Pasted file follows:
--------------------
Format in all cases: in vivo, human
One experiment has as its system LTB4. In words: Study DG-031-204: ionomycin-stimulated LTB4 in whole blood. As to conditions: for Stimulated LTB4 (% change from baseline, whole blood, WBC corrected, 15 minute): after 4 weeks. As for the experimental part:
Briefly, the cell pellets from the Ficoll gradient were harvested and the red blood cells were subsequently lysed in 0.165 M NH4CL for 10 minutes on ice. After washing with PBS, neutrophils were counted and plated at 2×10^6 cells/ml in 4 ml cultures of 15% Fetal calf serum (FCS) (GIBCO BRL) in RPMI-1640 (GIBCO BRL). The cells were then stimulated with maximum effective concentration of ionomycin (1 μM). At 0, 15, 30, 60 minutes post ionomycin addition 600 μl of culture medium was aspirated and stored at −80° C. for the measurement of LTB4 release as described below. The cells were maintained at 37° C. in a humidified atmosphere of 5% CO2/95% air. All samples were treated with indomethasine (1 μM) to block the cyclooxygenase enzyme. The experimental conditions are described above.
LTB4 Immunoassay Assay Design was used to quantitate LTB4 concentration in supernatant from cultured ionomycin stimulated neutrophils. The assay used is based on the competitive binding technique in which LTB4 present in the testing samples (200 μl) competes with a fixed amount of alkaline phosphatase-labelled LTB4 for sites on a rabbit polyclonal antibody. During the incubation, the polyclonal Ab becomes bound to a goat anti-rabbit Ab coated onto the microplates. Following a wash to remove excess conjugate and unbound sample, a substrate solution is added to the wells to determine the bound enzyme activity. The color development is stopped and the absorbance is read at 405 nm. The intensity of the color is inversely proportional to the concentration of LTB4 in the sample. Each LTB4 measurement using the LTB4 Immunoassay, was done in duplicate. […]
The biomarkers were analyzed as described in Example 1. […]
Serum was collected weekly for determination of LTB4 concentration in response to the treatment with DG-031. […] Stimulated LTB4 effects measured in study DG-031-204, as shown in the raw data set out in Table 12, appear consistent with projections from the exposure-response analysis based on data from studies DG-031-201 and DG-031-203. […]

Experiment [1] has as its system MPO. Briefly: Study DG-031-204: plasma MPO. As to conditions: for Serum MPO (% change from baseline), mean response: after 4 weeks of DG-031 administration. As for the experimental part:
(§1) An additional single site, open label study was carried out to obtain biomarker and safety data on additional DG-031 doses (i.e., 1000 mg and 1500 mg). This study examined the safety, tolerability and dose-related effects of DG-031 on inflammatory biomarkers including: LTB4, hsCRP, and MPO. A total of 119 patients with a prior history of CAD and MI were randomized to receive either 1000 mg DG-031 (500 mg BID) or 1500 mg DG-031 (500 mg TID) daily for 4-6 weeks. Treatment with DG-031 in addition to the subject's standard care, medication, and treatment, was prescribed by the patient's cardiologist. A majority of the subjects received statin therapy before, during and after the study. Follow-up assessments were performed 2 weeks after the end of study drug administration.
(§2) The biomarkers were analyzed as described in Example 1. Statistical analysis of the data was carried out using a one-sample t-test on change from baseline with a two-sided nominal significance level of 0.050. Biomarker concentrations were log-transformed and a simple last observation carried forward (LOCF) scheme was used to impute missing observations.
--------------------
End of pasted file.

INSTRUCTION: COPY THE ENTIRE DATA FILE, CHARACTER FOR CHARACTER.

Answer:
Format in all cases: in vivo, human
One experiment has as its system LTB4. In words: Study DG-031-204: ionomycin-stimulated LTB4 in whole blood. As to conditions: for Stimulated LTB4 (% change from baseline, whole blood, WBC corrected, 15 minute): after 4 weeks. As for the experimental part:
Briefly, the cell pellets from the Ficoll gradient were harvested and the red blood cells were subsequently lysed in 0.165 M NH4CL for 10 minutes on ice. After washing with PBS, neutrophils were counted and plated at 2×10^6 cells/ml in 4 ml cultures of 15% Fetal calf serum (FCS) (GIBCO BRL) in RPMI-1640 (GIBCO BRL). The cells were then stimulated with maximum effective concentration of ionomycin (1 μM). At 0, 15, 30, 60 minutes post ionomycin addition 600 μl of culture medium was aspirated and stored at −80° C. for the measurement of LTB4 release as described below. The cells were maintained at 37° C. in a humidified atmosphere of 5% CO2/95% air. All samples were treated with indomethasine (1 μM) to block the cyclooxygenase enzyme. The experimental conditions are described above.
LTB4 Immunoassay Assay Design was used to quantitate LTB4 concentration in supernatant from cultured ionomycin stimulated neutrophils. The assay used is based on the competitive binding technique in which LTB4 present in the testing samples (200 μl) competes with a fixed amount of alkaline phosphatase-labelled LTB4 for sites on a rabbit polyclonal antibody. During the incubation, the polyclonal Ab becomes bound to a goat anti-rabbit Ab coated onto the microplates. Following a wash to remove excess conjugate and unbound sample, a substrate solution is added to the wells to determine the bound enzyme activity. The color development is stopped and the absorbance is read at 405 nm. The intensity of the color is inversely proportional to the concentration of LTB4 in the sample. Each LTB4 measurement using the LTB4 Immunoassay, was done in duplicate. […]
The biomarkers were analyzed as described in Example 1. […]
Serum was collected weekly for determination of LTB4 concentration in response to the treatment with DG-031. […] Stimulated LTB4 effects measured in study DG-031-204, as shown in the raw data set out in Table 12, appear consistent with projections from the exposure-response analysis based on data from studies DG-031-201 and DG-031-203. […]

Experiment [1] has as its system MPO. Briefly: Study DG-031-204: plasma MPO. As to conditions: for Serum MPO (% change from baseline), mean response: after 4 weeks of DG-031 administration. As for the experimental part:
(§1) An additional single site, open label study was carried out to obtain biomarker and safety data on additional DG-031 doses (i.e., 1000 mg and 1500 mg). This study examined the safety, tolerability and dose-related effects of DG-031 on inflammatory biomarkers including: LTB4, hsCRP, and MPO. A total of 119 patients with a prior history of CAD and MI were randomized to receive either 1000 mg DG-031 (500 mg BID) or 1500 mg DG-031 (500 mg TID) daily for 4-6 weeks. Treatment with DG-031 in addition to the subject's standard care, medication, and treatment, was prescribed by the patient's cardiologist. A majority of the subjects received statin therapy before, during and after the study. Follow-up assessments were performed 2 weeks after the end of study drug administration.
(§2) The biomarkers were analyzed as described in Example 1. Statistical analysis of the data was carried out using a one-sample t-test on change from baseline with a two-sided nominal significance level of 0.050. Biomarker concentrations were log-transformed and a simple last observation carried forward (LOCF) scheme was used to impute missing observations.